In his weekly address, President Obama says the economy is making progress five years after the worst recession since the Great Depression, but to avoid another crisis, Congress must meet two deadlines in the coming weeks: pass a budget by the end of the month to keep the government open, and raise the debt ceiling so America can pay its bills. Congress should vote to do these now, so that we can keep creating new jobs and expanding opportunity for the middle class.
As House Republicans decide not to return early to deal with Syria while simultaneously whining about the President playing golf, just thought you might like to know that this year, our elected representatives in Congress have generously granted themselves 239 vacation days.
They need to be well-rested for that 67th attempt at repealing Obamacare.
But what remains most astonishing about our representatives on the Hill is not only the quantity of legislation, but the amount of time spent working. The Congressional calendar for this coming year consists of 126 days, leaving members of Congress 239 days to perhaps tour our great nation, toy with the idea of running for higher office, and maybe visit a natural disaster or two. House Majority Leader Eric Cantor’s calendar releases rather embarrassing scheduling without a single 5-day work week or weekend. If you are already feeling riled up about this, I would not suggest looking at the month of August.
So, how? How can hard-working Americans, residents of one of the most overworked countries in the world, commute five times a week to and from work while their money is squandered away in one of the two or three weekly meetings Congress manages in squeeze in?
Well, perhaps my take on activities is somewhat cynical (not that you should have expected any less). Apparently, these weeks off are called “District work periods,” also known as free travel at taxpayer expense.
It shouldn’t surprise anyone that the NRA and Wayne LaPierre in particular are lying about facts or statistics, and flip-flopping on what should otherwise be agreement to get universal background checks.
LaPierre’s a shill for the firearms industry, so anything that cuts to the bottom line would not pass muster. So that means lying and obfuscating information and in particular mischaracterizing a study that assesses the federal assault weapons ban and its impacts on gun markets and gun violence from 1994 to 2003 (and yes, that’s the link to the actual study for you to read through). His claims, along with those of law professor David Kopel, are at odds with the results of criminologist Christopher Koper, the lead investigator who carried out the study for the University of Pennsylvania.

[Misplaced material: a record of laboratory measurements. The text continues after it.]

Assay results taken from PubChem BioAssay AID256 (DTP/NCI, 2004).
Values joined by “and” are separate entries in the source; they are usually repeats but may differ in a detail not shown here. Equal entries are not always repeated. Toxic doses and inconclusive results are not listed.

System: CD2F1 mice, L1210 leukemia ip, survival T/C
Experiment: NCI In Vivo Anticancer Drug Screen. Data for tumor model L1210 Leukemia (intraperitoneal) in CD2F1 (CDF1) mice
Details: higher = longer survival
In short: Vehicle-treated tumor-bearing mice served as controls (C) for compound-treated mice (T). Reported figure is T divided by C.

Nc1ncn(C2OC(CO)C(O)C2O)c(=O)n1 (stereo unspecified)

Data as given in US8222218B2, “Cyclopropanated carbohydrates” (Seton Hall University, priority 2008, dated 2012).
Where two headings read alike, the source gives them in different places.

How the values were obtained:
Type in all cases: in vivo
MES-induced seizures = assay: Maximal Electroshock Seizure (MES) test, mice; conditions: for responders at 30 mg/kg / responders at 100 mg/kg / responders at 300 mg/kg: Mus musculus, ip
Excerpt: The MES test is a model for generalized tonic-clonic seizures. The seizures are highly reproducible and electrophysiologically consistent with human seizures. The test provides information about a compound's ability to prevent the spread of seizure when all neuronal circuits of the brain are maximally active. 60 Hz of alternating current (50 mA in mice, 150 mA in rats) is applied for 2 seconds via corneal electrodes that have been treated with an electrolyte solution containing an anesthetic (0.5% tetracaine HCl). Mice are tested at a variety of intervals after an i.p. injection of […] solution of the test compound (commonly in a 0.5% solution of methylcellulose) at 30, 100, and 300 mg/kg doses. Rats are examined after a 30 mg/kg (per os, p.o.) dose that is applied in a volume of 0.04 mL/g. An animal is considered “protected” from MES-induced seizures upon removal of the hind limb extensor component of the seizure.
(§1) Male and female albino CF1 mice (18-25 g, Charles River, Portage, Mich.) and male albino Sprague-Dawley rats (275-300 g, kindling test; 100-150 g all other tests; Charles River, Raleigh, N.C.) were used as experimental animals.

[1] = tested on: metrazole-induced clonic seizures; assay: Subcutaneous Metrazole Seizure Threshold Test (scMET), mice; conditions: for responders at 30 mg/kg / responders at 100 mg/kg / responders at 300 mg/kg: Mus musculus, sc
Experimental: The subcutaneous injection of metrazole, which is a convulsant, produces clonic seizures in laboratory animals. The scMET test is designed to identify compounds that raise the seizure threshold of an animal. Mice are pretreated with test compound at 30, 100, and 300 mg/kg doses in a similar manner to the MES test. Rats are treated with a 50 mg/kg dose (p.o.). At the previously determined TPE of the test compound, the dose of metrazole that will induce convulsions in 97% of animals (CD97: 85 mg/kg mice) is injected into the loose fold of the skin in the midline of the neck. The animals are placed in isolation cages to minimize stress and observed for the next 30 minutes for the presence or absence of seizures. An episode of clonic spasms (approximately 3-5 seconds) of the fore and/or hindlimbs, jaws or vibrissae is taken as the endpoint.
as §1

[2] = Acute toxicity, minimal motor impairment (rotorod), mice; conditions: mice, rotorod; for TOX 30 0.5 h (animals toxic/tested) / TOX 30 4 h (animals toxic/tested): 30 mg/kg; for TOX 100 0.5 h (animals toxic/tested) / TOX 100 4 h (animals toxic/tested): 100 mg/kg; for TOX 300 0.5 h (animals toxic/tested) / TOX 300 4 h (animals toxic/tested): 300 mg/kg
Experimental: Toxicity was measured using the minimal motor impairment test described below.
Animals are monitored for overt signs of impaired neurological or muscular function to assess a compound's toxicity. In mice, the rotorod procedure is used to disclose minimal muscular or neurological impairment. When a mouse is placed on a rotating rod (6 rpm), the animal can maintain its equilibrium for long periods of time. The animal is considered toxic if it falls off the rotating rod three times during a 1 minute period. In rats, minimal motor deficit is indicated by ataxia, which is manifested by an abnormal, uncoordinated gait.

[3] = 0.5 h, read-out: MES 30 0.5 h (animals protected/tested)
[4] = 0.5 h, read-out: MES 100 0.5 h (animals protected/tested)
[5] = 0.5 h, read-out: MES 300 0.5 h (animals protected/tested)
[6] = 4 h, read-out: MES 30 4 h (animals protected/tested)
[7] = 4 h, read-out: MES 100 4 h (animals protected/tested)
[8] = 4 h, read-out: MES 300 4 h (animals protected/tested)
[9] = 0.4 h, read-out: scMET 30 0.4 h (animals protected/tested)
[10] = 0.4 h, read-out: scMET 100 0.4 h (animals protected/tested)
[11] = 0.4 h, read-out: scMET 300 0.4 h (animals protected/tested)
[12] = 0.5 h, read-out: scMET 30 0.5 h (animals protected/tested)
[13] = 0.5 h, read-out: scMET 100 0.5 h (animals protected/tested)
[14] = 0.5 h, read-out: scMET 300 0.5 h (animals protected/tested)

The fact is that the study reached no such conclusion. The biggest problem with the study was that it was inconclusive in several areas. But even then, key parts refute LaPierre and Kopel:
If you listened to the testimony today of Wayne LaPierre, the executive vice president of the NRA, or David Kopel, a law professor and researcher at the libertarian Cato Institute, the study’s findings were unequivocal.
‘Independent studies, including a study from the Clinton Justice Department, proved that ban had no impact on lowering crime,’ LaPierre said. A footnote in his prepared testimony indicated he was referring to the Koper study.
Cato’s Kopel dwelled on the study at length, spending several minutes discussing its history and findings. ‘We do not have to speculate about whether ‘assault weapon’ bans do any good. A Department of Justice study commissioned by the Clinton administration found that they do not,’ he explained. ‘The study found the [Sen. Dianne] Feinstein ban to be a complete failure.’
So is that what the study said? No, according to the author of the study himself. I emailed Koper, now at George Mason University, after the hearing to note that I had a fairly different reading of his paper from that of LaPierre and Koper, and asked if he could sort it out.
‘I agree with your reading of our 2004 study,’ Koper replied. You can read the full study for yourself here and see that while it was not a ringing endorsement of the assault weapons ban, as many gun control advocates had hoped, it hardly ‘proved’ the law to be a failure, as LaPierre claims. To the contrary, it found some encouraging signs, like an average 40 percent drop in the number of assault weapons used in crimes (some cities saw a drop of over 70 percent) and some benefit from the ban on high-capacity magazines.